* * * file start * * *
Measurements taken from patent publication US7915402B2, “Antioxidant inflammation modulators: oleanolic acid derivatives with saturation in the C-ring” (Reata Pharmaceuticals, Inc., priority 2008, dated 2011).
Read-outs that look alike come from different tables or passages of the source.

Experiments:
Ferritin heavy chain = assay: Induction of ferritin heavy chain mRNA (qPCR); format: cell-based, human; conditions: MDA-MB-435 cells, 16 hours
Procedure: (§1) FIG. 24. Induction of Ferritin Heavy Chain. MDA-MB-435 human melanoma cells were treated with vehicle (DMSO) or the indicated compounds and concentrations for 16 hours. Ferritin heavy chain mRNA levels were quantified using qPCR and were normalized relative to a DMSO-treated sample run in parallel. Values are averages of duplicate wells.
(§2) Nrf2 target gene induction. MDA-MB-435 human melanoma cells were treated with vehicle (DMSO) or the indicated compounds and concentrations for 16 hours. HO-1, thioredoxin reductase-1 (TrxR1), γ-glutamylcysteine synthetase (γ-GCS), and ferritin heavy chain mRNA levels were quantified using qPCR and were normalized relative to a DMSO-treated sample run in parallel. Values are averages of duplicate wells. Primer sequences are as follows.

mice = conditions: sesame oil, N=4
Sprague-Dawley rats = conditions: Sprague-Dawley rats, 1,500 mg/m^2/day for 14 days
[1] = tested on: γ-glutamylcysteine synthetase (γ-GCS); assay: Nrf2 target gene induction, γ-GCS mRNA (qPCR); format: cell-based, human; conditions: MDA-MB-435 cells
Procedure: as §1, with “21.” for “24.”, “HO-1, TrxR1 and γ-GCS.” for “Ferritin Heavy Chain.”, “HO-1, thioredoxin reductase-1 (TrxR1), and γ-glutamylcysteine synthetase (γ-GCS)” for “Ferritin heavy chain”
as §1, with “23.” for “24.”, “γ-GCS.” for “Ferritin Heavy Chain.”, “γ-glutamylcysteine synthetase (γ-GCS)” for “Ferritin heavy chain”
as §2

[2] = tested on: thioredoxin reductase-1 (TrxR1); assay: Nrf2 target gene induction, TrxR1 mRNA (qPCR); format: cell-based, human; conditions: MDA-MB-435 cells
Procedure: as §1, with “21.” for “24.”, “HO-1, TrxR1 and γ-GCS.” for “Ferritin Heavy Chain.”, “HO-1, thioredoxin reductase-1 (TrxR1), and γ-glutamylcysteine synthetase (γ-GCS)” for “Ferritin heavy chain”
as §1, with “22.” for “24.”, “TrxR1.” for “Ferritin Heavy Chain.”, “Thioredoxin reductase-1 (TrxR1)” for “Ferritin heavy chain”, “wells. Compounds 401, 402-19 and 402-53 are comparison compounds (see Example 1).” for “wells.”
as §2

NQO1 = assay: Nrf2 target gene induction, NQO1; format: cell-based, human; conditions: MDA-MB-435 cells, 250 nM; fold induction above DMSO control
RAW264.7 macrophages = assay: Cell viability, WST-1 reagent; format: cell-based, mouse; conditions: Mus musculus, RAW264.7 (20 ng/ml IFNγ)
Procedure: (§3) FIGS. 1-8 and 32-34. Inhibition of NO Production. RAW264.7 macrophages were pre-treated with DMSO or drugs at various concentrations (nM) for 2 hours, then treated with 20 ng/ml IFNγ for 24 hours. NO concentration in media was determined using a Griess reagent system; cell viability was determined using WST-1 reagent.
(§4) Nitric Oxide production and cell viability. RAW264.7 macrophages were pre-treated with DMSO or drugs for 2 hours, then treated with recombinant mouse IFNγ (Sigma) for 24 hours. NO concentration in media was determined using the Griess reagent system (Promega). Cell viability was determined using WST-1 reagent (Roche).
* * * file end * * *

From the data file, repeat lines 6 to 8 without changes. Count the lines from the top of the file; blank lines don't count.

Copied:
(§2) Nrf2 target gene induction. MDA-MB-435 human melanoma cells were treated with vehicle (DMSO) or the indicated compounds and concentrations for 16 hours. HO-1, thioredoxin reductase-1 (TrxR1), γ-glutamylcysteine synthetase (γ-GCS), and ferritin heavy chain mRNA levels were quantified using qPCR and were normalized relative to a DMSO-treated sample run in parallel. Values are averages of duplicate wells. Primer sequences are as follows.

mice = conditions: sesame oil, N=4
Sprague-Dawley rats = conditions: Sprague-Dawley rats, 1,500 mg/m^2/day for 14 days